Plans are in the pipeline to build the academy at the air base in the hope of supplying a regular stream of skilled staff to the world’s leading airlines.
The only other academy of its kind was opened in Norfolk in 2017, and it is hoped about 20 will eventually be created across the UK.
The project is being led by the Aviation Skills Partnership in collaboration with Telford College, which is launching a new series of aviation engineering courses in September.
The programme has been created to meet an urgent need for skilled engineers to work in the commercial and military airline industry.
Simon Witts, founder of the Aviation Skills Partnership, said: “The world has a critical need of aviation people now. The UK has always been leading that and we have relied too much on the military training systems over the last 30 to 40 years.
“It won’t become automated in the same way the Jaguar Land Rover plant down the road is pretty automated. Aviation for a long time to come will rely on people. Not just engineers but baggage handlers, dispatchers, cabin crew – all the people that make the industry run.
“We plan to build an academy at Cosford that will be like a finishing school. Ryanair and British Airways are looking to recruit from this programme. They are aware of it and like it.
“We are talking actively to Shropshire Council and Telford & Wrekin Council about the academy and how it will be funded. It will be funded in the same way as the one in Norwich as a public sector building, open to all.”
It is estimated that, across Europe alone, around 132,000 new technicians will be needed between now and the year 2037 to work on the maintenance of aircraft.
Mr Witts added: “We are really excited with how things have progressed so quickly. It is less than a year since we started discussions with Telford College.
“Forty or 50 years ago we had a rich heritage of providing skilled people and for whatever reason we have stopped training people we need.
“We need to train people in military and civilian careers. If you want to get young people into aviation, they need to know there are a range of occupations to move into.
“We want to get more people inspired into aviation. If we don’t do that then the aviation industry will decline.”
Plans add to history of RAF Cosford
RAF Cosford was hastily knocked up in 1938. The need for a new RAF base close to the industrial heartlands of the West Midlands was identified by the mid-1930s, following Hitler’s rise to power and the earlier breakdown of disarmament talks between France and Germany.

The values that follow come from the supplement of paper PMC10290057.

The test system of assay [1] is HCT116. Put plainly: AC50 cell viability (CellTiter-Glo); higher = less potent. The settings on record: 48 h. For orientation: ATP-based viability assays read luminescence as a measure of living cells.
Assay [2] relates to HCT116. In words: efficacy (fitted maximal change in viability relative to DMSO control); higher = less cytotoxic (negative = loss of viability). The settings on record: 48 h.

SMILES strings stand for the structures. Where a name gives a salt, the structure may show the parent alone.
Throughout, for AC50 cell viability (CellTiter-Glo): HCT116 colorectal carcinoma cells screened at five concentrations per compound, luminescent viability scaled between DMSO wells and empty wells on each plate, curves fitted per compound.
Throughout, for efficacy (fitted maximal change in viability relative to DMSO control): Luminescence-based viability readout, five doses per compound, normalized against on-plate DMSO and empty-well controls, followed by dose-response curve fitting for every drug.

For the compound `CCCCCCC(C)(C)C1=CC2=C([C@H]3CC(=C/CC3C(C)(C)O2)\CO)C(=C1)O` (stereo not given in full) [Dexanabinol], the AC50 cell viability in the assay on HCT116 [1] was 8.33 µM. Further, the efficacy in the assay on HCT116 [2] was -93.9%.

Today the station focuses on technical training for RAF engineering officers, aero engineers and communication technicians. It is home to the Defence School of Photography, the RAF School of Physical Training and the University of Birmingham Air Squadron is also based at the site.
It is also the home of an RAF museum and the annual RAF Cosford Air Show, which regularly attracts 50,000 people.
The base had previously been under threat from plans to site a £121 million Defence College of Technical Training at RAF Lyneham near Swindon, which would have been used by the Army, navy and RAF. But these were later scrapped.
If plans for the new training academy are passed it is hoped the future of the base would be further secured.
Mr Witts said: “We’re not far away from what people claim to be the home of British aerospace. There is still a lot of aerospace in the West Midlands – we’ve got Airbus just up the road.
“You’ve got Birmingham Airport, East Midlands Airport, obviously Manchester is not far. This is an important area to establish this kind of network in.
“We hope companies will see this as a big area for aviation and we want to become a part of it and move in. Cosford is a great magnet for its world-renowned status as an engineer centre.
“At the moment you can go in to the RAF Museum and learn about aviation and the fantastic things we have achieved. What we want to do is to say if you want a career in aviation sign up with Telford College because they will then link you in with that. Up to people of the age of 18 we expect people to live locally but at the point of 18 they would become nationally and intentionally to the centre to train.”
Mr Witts believes the current shortage of staff in the aviation industry is as a result of an over reliance on the military to train people.
He said: “We trained 200,000 people in World War II and a lot of them moved into aviation afterwards. They carried on until they retired but we have not kept it up and renewed it. There has been an assumption that it will be sorted out but we have lost a national training academy.
“You imagine a national health service without a training system? The same is happening in aviation and there is a critical shortage in all areas of the industry.
“We need more people – the right people with the right skills.”
Mr Witts added: “We think there is a need for about 18 to 20 nationally-fed by hubs in town centres, city centres, colleges etc, fed back into the primary schools, which we think will then restore the UK back to the position it needs to be to feed the world.
“If you go around the world they have wondered why the UK have stopped training people. We used to be a net exporter of people, be they military trained or civil trained, and they would like us to train people again. “
Aviation Skills Partnership was established in 2013, dedicated to transforming the approach to aviation skills. It works with over 200 partners, including educators, training providers, government, employers, charities, and other institutions.